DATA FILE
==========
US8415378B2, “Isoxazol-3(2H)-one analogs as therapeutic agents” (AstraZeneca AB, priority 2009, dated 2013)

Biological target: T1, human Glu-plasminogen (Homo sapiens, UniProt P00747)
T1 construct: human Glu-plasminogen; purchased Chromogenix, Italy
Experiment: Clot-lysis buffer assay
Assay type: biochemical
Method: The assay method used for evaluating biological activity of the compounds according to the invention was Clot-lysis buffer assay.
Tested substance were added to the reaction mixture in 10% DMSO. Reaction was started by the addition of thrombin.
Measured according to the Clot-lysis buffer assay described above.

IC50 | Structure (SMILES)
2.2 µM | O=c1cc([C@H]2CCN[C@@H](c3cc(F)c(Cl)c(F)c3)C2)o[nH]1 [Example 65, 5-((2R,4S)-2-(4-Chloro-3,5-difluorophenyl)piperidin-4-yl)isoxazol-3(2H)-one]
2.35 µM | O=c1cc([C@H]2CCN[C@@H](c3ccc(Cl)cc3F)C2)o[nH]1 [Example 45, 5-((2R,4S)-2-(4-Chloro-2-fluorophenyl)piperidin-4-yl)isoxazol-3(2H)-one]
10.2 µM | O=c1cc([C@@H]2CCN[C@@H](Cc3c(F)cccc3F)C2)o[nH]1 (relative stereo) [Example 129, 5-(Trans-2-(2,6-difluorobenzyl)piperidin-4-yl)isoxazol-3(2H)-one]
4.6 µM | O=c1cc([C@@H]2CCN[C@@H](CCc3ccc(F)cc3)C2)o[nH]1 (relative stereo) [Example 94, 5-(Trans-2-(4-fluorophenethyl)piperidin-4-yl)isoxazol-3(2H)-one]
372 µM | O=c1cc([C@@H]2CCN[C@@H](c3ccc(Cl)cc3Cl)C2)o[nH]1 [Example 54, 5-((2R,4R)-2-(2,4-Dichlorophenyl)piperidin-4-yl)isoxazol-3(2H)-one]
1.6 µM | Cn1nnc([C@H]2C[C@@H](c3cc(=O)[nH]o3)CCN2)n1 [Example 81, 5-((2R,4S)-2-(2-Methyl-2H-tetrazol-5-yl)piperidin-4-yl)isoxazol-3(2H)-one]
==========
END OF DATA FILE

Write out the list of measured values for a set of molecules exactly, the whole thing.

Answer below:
US8415378B2, “Isoxazol-3(2H)-one analogs as therapeutic agents” (AstraZeneca AB, priority 2009, dated 2013)

Biological target: T1, human Glu-plasminogen (Homo sapiens, UniProt P00747)
T1 construct: human Glu-plasminogen; purchased Chromogenix, Italy
Experiment: Clot-lysis buffer assay
Assay type: biochemical
Method: The assay method used for evaluating biological activity of the compounds according to the invention was Clot-lysis buffer assay.
Tested substance were added to the reaction mixture in 10% DMSO. Reaction was started by the addition of thrombin.
Measured according to the Clot-lysis buffer assay described above.

IC50 | Structure (SMILES)
2.2 µM | O=c1cc([C@H]2CCN[C@@H](c3cc(F)c(Cl)c(F)c3)C2)o[nH]1 [Example 65, 5-((2R,4S)-2-(4-Chloro-3,5-difluorophenyl)piperidin-4-yl)isoxazol-3(2H)-one]
2.35 µM | O=c1cc([C@H]2CCN[C@@H](c3ccc(Cl)cc3F)C2)o[nH]1 [Example 45, 5-((2R,4S)-2-(4-Chloro-2-fluorophenyl)piperidin-4-yl)isoxazol-3(2H)-one]
10.2 µM | O=c1cc([C@@H]2CCN[C@@H](Cc3c(F)cccc3F)C2)o[nH]1 (relative stereo) [Example 129, 5-(Trans-2-(2,6-difluorobenzyl)piperidin-4-yl)isoxazol-3(2H)-one]
4.6 µM | O=c1cc([C@@H]2CCN[C@@H](CCc3ccc(F)cc3)C2)o[nH]1 (relative stereo) [Example 94, 5-(Trans-2-(4-fluorophenethyl)piperidin-4-yl)isoxazol-3(2H)-one]
372 µM | O=c1cc([C@@H]2CCN[C@@H](c3ccc(Cl)cc3Cl)C2)o[nH]1 [Example 54, 5-((2R,4R)-2-(2,4-Dichlorophenyl)piperidin-4-yl)isoxazol-3(2H)-one]
1.6 µM | Cn1nnc([C@H]2C[C@@H](c3cc(=O)[nH]o3)CCN2)n1 [Example 81, 5-((2R,4S)-2-(2-Methyl-2H-tetrazol-5-yl)piperidin-4-yl)isoxazol-3(2H)-one]